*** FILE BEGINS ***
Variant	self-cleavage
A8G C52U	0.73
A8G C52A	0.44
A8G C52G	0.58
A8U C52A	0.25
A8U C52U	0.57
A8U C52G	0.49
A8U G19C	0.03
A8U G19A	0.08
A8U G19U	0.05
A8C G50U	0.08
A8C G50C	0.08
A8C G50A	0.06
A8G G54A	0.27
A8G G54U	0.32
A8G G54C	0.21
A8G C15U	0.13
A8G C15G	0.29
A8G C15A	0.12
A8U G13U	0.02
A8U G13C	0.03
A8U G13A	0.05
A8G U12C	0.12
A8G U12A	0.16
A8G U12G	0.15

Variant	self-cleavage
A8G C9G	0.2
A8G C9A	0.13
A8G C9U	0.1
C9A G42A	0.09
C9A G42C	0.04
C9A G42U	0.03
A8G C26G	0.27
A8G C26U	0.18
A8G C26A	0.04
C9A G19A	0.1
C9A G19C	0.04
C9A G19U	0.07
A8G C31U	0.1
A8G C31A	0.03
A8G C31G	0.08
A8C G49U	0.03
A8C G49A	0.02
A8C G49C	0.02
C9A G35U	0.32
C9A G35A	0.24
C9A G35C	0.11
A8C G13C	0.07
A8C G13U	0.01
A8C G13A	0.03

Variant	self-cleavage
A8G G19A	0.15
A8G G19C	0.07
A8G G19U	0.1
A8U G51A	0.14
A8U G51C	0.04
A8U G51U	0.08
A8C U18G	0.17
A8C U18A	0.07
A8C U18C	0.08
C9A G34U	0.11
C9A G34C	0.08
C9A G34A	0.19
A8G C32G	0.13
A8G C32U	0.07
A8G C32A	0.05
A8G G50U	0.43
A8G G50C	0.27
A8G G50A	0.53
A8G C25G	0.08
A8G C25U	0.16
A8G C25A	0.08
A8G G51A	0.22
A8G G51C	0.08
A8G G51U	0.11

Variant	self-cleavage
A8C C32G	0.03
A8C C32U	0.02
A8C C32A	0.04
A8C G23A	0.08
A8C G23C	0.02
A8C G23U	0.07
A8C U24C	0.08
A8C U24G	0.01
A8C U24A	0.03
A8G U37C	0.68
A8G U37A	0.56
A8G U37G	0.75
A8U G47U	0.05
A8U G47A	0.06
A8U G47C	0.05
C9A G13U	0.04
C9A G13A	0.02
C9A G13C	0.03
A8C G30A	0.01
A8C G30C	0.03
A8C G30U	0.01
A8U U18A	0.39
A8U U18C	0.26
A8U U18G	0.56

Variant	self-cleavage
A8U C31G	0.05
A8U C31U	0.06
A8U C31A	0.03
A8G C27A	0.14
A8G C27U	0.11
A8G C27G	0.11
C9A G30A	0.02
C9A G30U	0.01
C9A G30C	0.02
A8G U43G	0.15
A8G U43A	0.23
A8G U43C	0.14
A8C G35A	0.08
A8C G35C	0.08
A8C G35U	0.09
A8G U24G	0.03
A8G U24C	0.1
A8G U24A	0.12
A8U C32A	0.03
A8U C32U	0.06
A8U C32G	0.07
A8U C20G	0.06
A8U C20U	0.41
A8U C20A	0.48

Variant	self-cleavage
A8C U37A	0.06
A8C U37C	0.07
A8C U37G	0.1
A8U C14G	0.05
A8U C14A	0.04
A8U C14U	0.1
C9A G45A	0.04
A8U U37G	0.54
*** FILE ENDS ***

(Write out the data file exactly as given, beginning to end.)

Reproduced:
Variant	self-cleavage
A8G C52U	0.73
A8G C52A	0.44
A8G C52G	0.58
A8U C52A	0.25
A8U C52U	0.57
A8U C52G	0.49
A8U G19C	0.03
A8U G19A	0.08
A8U G19U	0.05
A8C G50U	0.08
A8C G50C	0.08
A8C G50A	0.06
A8G G54A	0.27
A8G G54U	0.32
A8G G54C	0.21
A8G C15U	0.13
A8G C15G	0.29
A8G C15A	0.12
A8U G13U	0.02
A8U G13C	0.03
A8U G13A	0.05
A8G U12C	0.12
A8G U12A	0.16
A8G U12G	0.15

Variant	self-cleavage
A8G C9G	0.2
A8G C9A	0.13
A8G C9U	0.1
C9A G42A	0.09
C9A G42C	0.04
C9A G42U	0.03
A8G C26G	0.27
A8G C26U	0.18
A8G C26A	0.04
C9A G19A	0.1
C9A G19C	0.04
C9A G19U	0.07
A8G C31U	0.1
A8G C31A	0.03
A8G C31G	0.08
A8C G49U	0.03
A8C G49A	0.02
A8C G49C	0.02
C9A G35U	0.32
C9A G35A	0.24
C9A G35C	0.11
A8C G13C	0.07
A8C G13U	0.01
A8C G13A	0.03

Variant	self-cleavage
A8G G19A	0.15
A8G G19C	0.07
A8G G19U	0.1
A8U G51A	0.14
A8U G51C	0.04
A8U G51U	0.08
A8C U18G	0.17
A8C U18A	0.07
A8C U18C	0.08
C9A G34U	0.11
C9A G34C	0.08
C9A G34A	0.19
A8G C32G	0.13
A8G C32U	0.07
A8G C32A	0.05
A8G G50U	0.43
A8G G50C	0.27
A8G G50A	0.53
A8G C25G	0.08
A8G C25U	0.16
A8G C25A	0.08
A8G G51A	0.22
A8G G51C	0.08
A8G G51U	0.11

Variant	self-cleavage
A8C C32G	0.03
A8C C32U	0.02
A8C C32A	0.04
A8C G23A	0.08
A8C G23C	0.02
A8C G23U	0.07
A8C U24C	0.08
A8C U24G	0.01
A8C U24A	0.03
A8G U37C	0.68
A8G U37A	0.56
A8G U37G	0.75
A8U G47U	0.05
A8U G47A	0.06
A8U G47C	0.05
C9A G13U	0.04
C9A G13A	0.02
C9A G13C	0.03
A8C G30A	0.01
A8C G30C	0.03
A8C G30U	0.01
A8U U18A	0.39
A8U U18C	0.26
A8U U18G	0.56

Variant	self-cleavage
A8U C31G	0.05
A8U C31U	0.06
A8U C31A	0.03
A8G C27A	0.14
A8G C27U	0.11
A8G C27G	0.11
C9A G30A	0.02
C9A G30U	0.01
C9A G30C	0.02
A8G U43G	0.15
A8G U43A	0.23
A8G U43C	0.14
A8C G35A	0.08
A8C G35C	0.08
A8C G35U	0.09
A8G U24G	0.03
A8G U24C	0.1
A8G U24A	0.12
A8U C32A	0.03
A8U C32U	0.06
A8U C32G	0.07
A8U C20G	0.06
A8U C20U	0.41
A8U C20A	0.48

Variant	self-cleavage
A8C U37A	0.06
A8C U37C	0.07
A8C U37G	0.1
A8U C14G	0.05
A8U C14A	0.04
A8U C14U	0.1
C9A G45A	0.04
A8U U37G	0.54